Nintendo is a company that doesn’t like us tinkering around with their systems. However, with the Wii mini, big-N decided to use plain-ol’ philips-head screws. Of course, we saw these and had to take the thing apart.

It’s interesting when we saw the insides just how much space is actually left that could have made the Wii mini even… uh, mini-er. As you’ll see in the pictures, all the input-output (except the power button, if you count that) is on the main motherboard, while the optical reader sits atop it, much like the GameCube internal layout. However, there is a ton of space at the front of the console that is almost entirely unused. This could be for heat dispersion, but there are no vents up front for either intake or exhaust, so that probably isn’t the reason.

Making an even smaller console (the Wii mini isn’t really that mini at all) wouldn’t have cost anything more since the motherboard and components are so small to begin with, so we’re not sure why Nintendo didn’t go super-mini with this, but either way we’re happy. Take a look, and if you feel like tinkering, grab a tiny philips-head screwdriver and get at it! Everything is pretty easy to open up, and there are only about 26 screws holding everything together, all with the same size head.

Or, you know, take a look at our pictures if you’re too lazy or scared to do it yourself!

It’s pretty simple to crack this thing open. There are four screws on the bottom, and then the lid just pops right off.

The disc drive and power button assembly.

The motherboard once the disc drive and plastic cover has been removed. It’s remarkably small and makes the case of the Wii mini look decidedly un-mini.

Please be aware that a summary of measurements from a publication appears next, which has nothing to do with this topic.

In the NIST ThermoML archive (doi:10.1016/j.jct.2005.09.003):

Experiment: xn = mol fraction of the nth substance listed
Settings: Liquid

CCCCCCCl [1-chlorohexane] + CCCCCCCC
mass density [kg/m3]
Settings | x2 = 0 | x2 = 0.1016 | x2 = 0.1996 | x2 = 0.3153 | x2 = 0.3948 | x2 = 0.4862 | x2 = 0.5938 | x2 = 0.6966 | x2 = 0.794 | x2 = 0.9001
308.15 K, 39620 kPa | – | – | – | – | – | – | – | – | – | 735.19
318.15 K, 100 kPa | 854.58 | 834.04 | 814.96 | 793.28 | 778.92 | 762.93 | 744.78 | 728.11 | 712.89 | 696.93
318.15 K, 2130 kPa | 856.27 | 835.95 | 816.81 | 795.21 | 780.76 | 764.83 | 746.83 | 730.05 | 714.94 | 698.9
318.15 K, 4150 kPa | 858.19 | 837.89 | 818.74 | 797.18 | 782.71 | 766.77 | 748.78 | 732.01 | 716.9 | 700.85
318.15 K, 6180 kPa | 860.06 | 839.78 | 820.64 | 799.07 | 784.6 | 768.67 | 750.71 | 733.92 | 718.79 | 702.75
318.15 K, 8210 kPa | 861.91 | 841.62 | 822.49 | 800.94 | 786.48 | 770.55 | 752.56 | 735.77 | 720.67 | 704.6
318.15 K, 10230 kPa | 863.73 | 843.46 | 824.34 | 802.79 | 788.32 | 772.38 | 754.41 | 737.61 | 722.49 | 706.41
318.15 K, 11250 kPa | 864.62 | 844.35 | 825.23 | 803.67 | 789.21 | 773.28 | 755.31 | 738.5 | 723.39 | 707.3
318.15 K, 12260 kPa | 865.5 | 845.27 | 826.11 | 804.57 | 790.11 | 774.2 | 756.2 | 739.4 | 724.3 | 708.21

The ports on the back of the Wii mini. All the usual suspects: power, AV out, Sensor Bar, and a single USB port.

The size of the motherboard (complete with little baby heatsinks) and the external casing. Why not more mini Nintendo? Why?

About The Author

Christopher Kalanderopoulos founded Eggplante in 2009 to cover one event in Los Angeles. It never occurred to him that it would make him the Editor of an online magazine for the next decade. He spends most of his time gaming, backing cool Kickstarter projects, and hanging out with his wicked cool nieces and nephews.

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5 Responses

  1. Riz Plays

    ‘Very Interesting yet basic insides here, I think Nintendo went the cheapo route, just to push as many of these out to see what demand they get out of it.

    • ThomaHawk

      Some Wii applications, including homebrew, utilize the USB port for all kinds of reasons, namely USB keyboard and external hard drives for booting games. Although if the Mini doesn’t have online functionality, at all, and IM not sure where you get that, would a lan adapter not theoretically work?

    • Adrian Webster

      They had to put the usb port there for something, maybe thats like a usb service port or something like that.

      • iFrit Rodriguez

        The use of the usb port is for charging the batter for the controller via usb port chargers…

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